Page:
want to run. Once that one starts, you go back through and repeat the process for the next program. Well, here's a better
and quicker way.
Next time you need to launch more than one program from your Programs menu at the same time, hold down your Shift key while
you click the program's icon. The application will launch. Plus, you won't lose the Programs menu and have to start all over.
So many tricks, so little time.
Is your computer password protected? Have you ever wanted to lockdown your desktop with a password that only you or your family
members know, just in case? Well, here's a short guide to help you do so.
In Windows XP, go to Start, Control Panel and click on User Accounts. Next, you're going to click on Change an Account, because
you're modifying the account you have already created. Choose the account you want to change and then click on Change my password.
The next screen that comes up will have you choose a password and retype it as well. It has you retype it as a security protector
so your PC knows, for sure, that's the password you want. The next line has you put in some sort of a reminder as to what
your password is. Keep in mind that your password hint is visible to anyone who uses your computer.
That's all you have to do! So, if you ever feel like changing that password in the future, you can follow these directions
again to do that. You might notice that while you're creating your password, you can also do stuff like change the name your
PC is under, change your icon picture or even remove the password, if you ever decide to do that.
For all other users, go to Start, Control Panel and search for the password settings where you will be able to change your
Windows password as well.
Comparing Control Panels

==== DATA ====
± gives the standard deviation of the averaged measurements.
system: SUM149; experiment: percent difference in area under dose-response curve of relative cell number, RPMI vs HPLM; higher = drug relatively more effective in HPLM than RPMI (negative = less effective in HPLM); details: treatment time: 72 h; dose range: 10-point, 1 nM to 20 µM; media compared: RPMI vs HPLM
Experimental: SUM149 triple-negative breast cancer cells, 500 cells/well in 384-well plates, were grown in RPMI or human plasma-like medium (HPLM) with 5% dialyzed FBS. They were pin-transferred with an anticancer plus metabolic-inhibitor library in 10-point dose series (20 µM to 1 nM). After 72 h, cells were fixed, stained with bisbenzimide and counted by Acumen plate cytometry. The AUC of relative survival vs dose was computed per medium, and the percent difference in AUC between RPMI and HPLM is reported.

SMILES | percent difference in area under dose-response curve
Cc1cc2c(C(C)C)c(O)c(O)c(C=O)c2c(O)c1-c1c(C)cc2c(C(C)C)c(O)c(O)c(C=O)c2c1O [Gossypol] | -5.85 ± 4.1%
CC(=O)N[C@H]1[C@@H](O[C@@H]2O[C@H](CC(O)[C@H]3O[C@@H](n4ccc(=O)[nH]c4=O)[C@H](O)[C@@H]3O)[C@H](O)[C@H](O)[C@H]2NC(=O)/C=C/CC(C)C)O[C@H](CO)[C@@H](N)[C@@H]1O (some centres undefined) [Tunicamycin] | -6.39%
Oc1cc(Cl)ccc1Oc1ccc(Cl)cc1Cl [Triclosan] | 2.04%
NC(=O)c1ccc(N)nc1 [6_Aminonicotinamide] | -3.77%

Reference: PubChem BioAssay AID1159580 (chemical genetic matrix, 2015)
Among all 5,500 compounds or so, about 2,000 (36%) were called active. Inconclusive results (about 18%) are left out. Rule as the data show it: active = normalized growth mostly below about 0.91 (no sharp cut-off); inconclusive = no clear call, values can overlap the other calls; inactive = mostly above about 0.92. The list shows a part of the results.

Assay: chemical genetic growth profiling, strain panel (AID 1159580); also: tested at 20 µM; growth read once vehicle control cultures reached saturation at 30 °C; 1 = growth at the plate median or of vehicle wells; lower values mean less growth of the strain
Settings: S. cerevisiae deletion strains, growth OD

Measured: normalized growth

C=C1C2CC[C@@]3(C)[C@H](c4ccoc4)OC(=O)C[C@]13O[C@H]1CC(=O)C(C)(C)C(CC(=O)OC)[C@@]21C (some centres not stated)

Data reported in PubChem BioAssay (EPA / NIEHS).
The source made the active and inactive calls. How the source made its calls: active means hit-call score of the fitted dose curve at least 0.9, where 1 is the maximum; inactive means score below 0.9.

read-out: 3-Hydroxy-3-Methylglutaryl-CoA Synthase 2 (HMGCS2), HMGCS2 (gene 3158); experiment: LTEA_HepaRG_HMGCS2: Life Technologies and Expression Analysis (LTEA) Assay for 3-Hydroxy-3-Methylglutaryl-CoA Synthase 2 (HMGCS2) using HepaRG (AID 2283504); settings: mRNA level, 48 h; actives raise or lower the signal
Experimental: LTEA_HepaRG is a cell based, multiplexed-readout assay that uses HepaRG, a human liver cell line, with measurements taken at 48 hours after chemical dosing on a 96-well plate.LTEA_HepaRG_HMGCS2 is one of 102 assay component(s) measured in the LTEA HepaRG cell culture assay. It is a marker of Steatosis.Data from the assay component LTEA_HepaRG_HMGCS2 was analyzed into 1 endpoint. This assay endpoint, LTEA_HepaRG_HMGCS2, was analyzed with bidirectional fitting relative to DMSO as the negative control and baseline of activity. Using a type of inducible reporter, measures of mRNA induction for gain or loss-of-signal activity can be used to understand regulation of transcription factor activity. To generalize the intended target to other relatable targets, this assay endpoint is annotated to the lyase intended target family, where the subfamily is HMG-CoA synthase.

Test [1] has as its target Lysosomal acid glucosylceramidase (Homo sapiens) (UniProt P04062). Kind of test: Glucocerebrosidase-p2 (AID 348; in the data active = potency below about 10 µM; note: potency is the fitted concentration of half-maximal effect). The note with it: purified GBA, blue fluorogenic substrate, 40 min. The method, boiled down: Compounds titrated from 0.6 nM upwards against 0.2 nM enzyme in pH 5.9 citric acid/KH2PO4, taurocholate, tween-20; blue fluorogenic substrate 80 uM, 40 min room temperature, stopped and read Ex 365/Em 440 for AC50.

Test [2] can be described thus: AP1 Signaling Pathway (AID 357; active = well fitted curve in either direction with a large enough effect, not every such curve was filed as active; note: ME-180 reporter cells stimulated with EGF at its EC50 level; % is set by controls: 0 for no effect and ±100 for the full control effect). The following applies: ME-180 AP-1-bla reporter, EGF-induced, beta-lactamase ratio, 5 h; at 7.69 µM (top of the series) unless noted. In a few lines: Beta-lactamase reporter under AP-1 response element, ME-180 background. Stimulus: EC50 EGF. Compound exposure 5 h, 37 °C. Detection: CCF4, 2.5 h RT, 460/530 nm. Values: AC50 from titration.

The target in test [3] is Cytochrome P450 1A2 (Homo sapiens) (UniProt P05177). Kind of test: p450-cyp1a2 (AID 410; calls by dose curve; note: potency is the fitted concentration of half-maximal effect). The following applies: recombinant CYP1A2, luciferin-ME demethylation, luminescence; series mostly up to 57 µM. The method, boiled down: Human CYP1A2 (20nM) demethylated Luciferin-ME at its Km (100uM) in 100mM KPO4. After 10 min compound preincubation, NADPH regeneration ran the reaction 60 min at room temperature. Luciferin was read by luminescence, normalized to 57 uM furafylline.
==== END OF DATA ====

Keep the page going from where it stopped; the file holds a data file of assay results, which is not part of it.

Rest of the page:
Are you using Windows Vista now? Are you having a little trouble getting a handle on the new Control Panel? It's hard to get
used to new things sometimes, but I'm going to try to help you out with this one today. Let's do a little Control Panel comparing:
Vista vs. XP. Sound good to you? I thought you might like that. Well, gear up, because here we go!
First, here are the different links you will find in each of the Control Panels. In XP, you will find: Appearance and Themes,
Network and Internet Connections, Add or Remove Programs, Sounds, Speech and Audio Devices, Performance and Maintenance, Printers
and Other Hardware, User Accounts, Date, Time, Language and Regional Options, Accessibility Options and Security Center. On
the other hand, Vista shortens those options a little. There, you will find: System and Maintenance, Security, Network and
Internet, Hardware and Sound, Programs, User Accounts and Family Safety, Appearance and Personalization, Clock, Language and
Region, Ease of Access and Additional Options.
Now, most of them are pretty self-explanatory, but let's go over a few of the differences found in Vista. Under the Hardware
and Sounds section, you can access all of your hardware, like your printer, keyboard, mouse, etc. Under Programs, you can
take care of all the uninstalling issues and so on. Under the User Accounts and Family Safety area, you can add new accounts,
but also set up parent controls and other safety settings. Now, for the new ones. Ease of Access gives you the option to have
Windows suggest certain settings and it also has a section for speech recognition options. Under Additional Options, you will
find things such as the type of antivirus program you have on your computer and other valuable information.
So, if you are still getting used to Vista, you can rest assured that the Control Panel is just about the same as XP's, just
with a few additions. It shouldn't take you too long to get the hang of it. You'll be a Vista Control Panel pro in no time!